State officials on Tuesday announced that $65 million in grant money for broadband Internet services will be injected into the state, with the bulk of those funds going to north Mississippi.
(TNS) — State officials on Tuesday announced that $65 million in grant money for broadband internet services will be injected into the state, with the bulk of those funds going to north Mississippi.
Former state Sen. Sally Doty, the newly appointed executive director of the Public Utilities Staff, announced that 13 electric cooperatives in north Mississippi were awarded money to provide underserved areas and customers with high speed internet.
“This is such a tremendous effort by these co-ops because the CARES Act requires that the money be expended and projects have immediate and substantial impact by the end of this year – the end of 2020 – which is really not that far away,” Doty said.
The grant program was created by the Mississippi Electric Cooperatives Broadband COVID-19 Act, which allocated $75 million in federal coronavirus relief aid that the state received to help provide high-speed internet to home that do not have access to broadband.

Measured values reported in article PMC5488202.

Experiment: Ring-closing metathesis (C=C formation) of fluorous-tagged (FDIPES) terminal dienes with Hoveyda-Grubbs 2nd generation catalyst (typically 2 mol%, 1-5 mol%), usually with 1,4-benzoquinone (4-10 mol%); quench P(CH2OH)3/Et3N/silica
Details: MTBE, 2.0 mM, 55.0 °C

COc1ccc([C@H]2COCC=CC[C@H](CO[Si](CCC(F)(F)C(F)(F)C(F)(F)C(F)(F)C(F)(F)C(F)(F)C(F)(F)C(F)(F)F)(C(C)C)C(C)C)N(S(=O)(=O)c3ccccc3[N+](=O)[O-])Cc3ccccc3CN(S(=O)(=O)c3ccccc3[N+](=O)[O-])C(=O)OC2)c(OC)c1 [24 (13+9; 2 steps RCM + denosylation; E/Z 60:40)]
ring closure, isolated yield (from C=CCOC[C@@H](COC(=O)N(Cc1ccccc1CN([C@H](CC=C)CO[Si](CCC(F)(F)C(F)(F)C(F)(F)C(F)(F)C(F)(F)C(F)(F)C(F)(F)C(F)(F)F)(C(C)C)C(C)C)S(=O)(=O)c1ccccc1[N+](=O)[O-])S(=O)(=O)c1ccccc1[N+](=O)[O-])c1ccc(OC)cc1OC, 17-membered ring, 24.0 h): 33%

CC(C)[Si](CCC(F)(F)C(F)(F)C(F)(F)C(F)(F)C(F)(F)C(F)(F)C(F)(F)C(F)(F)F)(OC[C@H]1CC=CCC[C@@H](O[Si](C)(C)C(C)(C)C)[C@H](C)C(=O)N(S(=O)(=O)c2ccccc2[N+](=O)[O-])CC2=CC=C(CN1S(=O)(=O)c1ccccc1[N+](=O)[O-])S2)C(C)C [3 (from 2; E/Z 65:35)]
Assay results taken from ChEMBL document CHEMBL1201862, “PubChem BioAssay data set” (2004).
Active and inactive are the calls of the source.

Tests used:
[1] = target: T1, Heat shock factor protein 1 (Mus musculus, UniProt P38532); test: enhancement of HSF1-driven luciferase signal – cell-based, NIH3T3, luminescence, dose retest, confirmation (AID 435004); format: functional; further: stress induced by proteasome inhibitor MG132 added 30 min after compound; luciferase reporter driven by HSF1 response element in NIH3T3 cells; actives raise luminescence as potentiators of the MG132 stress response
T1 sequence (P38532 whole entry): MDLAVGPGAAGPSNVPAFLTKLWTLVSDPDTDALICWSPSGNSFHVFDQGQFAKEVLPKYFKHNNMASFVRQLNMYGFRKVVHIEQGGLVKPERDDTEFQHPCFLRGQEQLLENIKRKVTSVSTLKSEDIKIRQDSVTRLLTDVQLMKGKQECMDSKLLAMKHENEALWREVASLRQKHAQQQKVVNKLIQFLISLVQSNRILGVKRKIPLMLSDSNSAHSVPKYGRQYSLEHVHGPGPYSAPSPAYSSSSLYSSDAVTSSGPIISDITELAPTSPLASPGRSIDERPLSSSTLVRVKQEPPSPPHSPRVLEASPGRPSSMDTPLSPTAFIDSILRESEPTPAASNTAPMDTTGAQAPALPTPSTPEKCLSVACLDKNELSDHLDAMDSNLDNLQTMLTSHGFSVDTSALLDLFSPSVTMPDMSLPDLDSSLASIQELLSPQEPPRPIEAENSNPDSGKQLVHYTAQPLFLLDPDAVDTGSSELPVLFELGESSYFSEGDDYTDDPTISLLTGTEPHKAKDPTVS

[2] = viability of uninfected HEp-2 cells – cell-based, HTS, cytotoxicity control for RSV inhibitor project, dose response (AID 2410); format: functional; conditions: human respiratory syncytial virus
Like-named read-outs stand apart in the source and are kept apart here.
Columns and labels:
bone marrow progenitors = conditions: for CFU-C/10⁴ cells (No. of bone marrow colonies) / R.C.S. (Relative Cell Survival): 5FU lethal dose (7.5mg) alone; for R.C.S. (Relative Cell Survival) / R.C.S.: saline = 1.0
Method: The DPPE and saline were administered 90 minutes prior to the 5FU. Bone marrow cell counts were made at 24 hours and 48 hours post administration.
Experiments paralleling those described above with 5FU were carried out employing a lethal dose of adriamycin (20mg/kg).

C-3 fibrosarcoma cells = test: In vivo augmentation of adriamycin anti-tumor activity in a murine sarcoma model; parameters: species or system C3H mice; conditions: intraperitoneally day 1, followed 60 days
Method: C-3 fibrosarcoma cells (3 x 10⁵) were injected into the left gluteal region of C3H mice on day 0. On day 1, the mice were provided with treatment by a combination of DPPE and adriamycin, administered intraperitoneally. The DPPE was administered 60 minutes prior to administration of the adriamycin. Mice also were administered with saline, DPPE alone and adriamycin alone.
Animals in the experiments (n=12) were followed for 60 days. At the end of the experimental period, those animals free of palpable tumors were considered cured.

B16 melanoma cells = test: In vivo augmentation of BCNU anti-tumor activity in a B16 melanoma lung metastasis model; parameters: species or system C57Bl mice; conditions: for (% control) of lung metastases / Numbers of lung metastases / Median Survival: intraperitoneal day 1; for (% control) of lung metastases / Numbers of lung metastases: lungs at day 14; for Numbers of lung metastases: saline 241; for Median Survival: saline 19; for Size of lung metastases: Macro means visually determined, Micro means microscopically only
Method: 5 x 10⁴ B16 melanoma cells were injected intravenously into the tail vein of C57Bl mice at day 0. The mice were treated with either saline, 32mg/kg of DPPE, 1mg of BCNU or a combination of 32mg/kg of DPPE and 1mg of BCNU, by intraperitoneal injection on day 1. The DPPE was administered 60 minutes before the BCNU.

The bill, which was passed in early June, attracted wide bipartisan support in the Legislature, and no lawmaker from either chamber voted against the bill. The legislation automatically became law on July 9 when Republican Gov. Tate Reeves neither signed the bill into law nor vetoed the bill.
“Everyone in Mississippi doesn’t have strong positive internet access that they may need to get a good, quality education while staying at home,” Reeves said at the Tuesday press conference. “Now, there are a lot of challenges to fix this. There are a lot of challenges to distance learning than just that. But it’s a huge hurdle. It’s a big challenge, and it’s one we’re trying to fix with lightning speed.”
Nine electric cooperatives in Northeast Mississippi are receiving grant funding from the state. The electric cooperatives will be required to match every dollar they receive from the state with money of their own. The companies must use the Federal Communication Commission’s census block map to determine areas that qualify as underserved.
Brandon Presley, the public service commissioner for the northern district, told the Daily Journal that the grant program will propel rural American forward because it specifically targets customers that would often be the last helped in normal circumstances.
“This is a major step forward that we couldn’t have dreamed of six months ago, and this grant program is one of the most, I think, progressive programs in the nation,” Presley said.
Presley also said the credit for the bill becoming a reality belongs to the authors of the bill, legislative leaders and citizens who called their constituents to urge its passing.
Other companies that are not electric cooperatives could also apply to receive the remaining $10 million in the grant program. The Public Utilities Staff will announce the recipients of those funds at a later date and monitor the development of all the broadband projects.
©2020 the Northeast Mississippi Daily Journal (Tupelo, Miss.). Distributed by Tribune Content Agency, LLC.
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